Sunday, I went to the basement to get some socks out of the drier and found several inches of water. And my socks. The temperature had climbed up to 45°F after the low of 1°F and heavy snowfall of the day before. The snow was melting pretty fast, and the water table was climbing accordingly. When that happens, the water likes to come up through my basement floor.

The lowest part of the basement just happens to be at the bottom of the stairs. So if anything goes wrong, the first thing to happen when you go to respond is that you'll step in the water. As the water rises it floods towards the front of the house. Once the water hits about 2" it breaks over the high point in the floor and finally starts across the room to the sump pump.

I swept for awhile, and got a bunch of water down the sump pump. Then I remembered the shop vac. I vacuumed and vacuumed and dumped and dumped, and made great progress. But eventually I found that I was no longer making progress. I hadn't considered that the basement was still flooding. Until the water table went back down I was just wasting my time. So I went to have breakfast - at around 6:30 at night - to see if the water level came back up. Sure enough, an hour later the water was high enough to be draining nicely into the sump pump, again. Off for 13 seconds, on for a second or two, repeat.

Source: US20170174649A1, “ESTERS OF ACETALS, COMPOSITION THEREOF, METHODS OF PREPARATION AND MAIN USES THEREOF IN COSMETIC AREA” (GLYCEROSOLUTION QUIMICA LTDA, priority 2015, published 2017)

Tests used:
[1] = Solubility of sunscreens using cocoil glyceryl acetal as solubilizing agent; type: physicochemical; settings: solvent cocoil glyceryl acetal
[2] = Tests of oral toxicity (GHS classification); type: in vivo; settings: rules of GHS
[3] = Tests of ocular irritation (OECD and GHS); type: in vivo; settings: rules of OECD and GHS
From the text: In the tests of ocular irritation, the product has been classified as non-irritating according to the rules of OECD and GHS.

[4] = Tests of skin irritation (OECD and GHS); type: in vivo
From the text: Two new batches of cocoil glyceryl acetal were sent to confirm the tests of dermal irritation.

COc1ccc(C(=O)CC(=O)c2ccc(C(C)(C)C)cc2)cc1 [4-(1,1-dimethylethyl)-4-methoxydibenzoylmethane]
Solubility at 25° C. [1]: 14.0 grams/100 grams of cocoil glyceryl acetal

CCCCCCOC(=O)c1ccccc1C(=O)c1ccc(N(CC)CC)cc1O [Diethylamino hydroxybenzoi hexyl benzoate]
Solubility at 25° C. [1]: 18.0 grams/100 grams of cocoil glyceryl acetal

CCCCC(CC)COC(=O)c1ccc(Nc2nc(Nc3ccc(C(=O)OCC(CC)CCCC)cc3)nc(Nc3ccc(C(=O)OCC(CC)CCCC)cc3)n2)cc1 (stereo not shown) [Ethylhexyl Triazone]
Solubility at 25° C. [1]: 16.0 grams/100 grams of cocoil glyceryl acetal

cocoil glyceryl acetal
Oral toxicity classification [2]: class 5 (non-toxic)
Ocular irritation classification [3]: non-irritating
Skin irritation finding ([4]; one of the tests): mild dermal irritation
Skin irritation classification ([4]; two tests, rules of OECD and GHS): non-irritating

I kinda prefer it when the pipe is broken. Sure, my flooding is a bit more relaxed, but with a broken pipe there's something I can fix.